||<p>I got to spend an hour waiting for a bus right beside the nearly-overflowing Waller Creek. (I arrived when the busses were still there, parked because it was still considered too hazerdous to drive. I would have gotten on them, but they were so full there wasn't even extra standing room.)</p><p>When I did manage to get on the bus, the bus's radio occasionally would buzz in with a message, telling the bus drivers to only radio in if they needed police or ambulances for a "life or death emergency". It seems that the power and phone at the bus dispacher's office had gone out, and the radio was their only way of communicating.</p><p>Then, when I got to my stop, the bus faced a dead end. The entrance to my apartment complex, and the road in front of it, was flooded. The road was closed, and there was a car submerged up to its windows. My stop was the only one that was able to get off the bus, everyone else along the rst of the route had to wait as the bus driver figured out exactly how he could get to all the stops with this road taken out.</p><p>Now, as I'm sitting here typing this, I have to be careful how much pressure I use to set my feet on the ground, since the padding beneath the carpet is soaked near my iMac. (and in my Girlfriend's adjacent closet...)</p>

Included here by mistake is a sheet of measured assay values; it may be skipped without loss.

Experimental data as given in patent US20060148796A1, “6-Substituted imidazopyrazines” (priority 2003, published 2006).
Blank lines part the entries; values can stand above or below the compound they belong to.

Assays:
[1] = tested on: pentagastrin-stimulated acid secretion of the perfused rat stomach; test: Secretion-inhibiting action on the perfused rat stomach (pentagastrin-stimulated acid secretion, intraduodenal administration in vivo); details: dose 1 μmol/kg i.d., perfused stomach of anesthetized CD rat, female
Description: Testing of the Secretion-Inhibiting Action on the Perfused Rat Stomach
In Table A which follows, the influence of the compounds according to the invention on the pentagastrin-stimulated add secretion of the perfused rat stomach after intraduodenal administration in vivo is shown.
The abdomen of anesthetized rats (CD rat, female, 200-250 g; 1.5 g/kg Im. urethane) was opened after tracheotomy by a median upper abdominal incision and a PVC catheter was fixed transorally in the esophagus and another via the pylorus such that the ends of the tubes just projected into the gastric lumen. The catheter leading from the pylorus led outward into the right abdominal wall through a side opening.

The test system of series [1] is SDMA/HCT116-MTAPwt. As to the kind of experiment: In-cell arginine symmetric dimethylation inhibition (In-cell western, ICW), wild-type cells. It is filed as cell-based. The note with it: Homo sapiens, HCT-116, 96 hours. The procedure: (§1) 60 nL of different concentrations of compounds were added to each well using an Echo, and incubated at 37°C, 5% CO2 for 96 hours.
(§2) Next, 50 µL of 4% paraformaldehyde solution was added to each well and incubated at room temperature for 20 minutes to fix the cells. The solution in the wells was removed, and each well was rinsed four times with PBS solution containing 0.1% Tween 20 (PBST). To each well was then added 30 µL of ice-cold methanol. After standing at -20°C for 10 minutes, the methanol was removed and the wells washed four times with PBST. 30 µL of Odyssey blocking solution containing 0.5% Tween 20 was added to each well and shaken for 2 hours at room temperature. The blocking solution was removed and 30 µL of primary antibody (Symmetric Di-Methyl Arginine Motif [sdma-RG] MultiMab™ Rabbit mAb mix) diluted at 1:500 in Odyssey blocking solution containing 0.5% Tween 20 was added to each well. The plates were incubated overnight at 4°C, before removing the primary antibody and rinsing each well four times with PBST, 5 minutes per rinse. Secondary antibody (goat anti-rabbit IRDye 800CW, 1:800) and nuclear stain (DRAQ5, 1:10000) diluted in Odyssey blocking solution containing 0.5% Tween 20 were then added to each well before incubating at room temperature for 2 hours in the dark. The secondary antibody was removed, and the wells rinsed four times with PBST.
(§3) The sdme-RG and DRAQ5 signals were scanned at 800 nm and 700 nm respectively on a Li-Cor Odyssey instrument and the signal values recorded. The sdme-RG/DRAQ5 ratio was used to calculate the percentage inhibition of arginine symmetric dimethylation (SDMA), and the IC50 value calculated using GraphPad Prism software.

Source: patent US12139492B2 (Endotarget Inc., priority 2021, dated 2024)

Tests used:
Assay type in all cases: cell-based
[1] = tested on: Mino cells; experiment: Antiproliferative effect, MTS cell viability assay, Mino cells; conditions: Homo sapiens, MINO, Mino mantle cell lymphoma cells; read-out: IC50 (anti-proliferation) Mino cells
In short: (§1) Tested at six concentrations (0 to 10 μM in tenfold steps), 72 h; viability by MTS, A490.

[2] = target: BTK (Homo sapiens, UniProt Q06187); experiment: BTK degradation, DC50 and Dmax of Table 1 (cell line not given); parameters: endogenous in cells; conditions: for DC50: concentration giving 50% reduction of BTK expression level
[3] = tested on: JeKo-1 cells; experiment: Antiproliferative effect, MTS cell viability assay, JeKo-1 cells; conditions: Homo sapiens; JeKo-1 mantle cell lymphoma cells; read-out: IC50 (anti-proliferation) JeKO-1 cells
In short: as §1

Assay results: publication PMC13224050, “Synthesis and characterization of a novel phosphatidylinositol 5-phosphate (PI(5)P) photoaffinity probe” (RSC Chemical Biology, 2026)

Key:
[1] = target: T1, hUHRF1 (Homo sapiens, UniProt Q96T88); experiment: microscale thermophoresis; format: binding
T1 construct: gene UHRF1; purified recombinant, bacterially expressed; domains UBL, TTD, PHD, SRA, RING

In the dark times, will there still be singing?
Yes, there will be singing. There will be singing about the dark times. -- Bertolt Brecht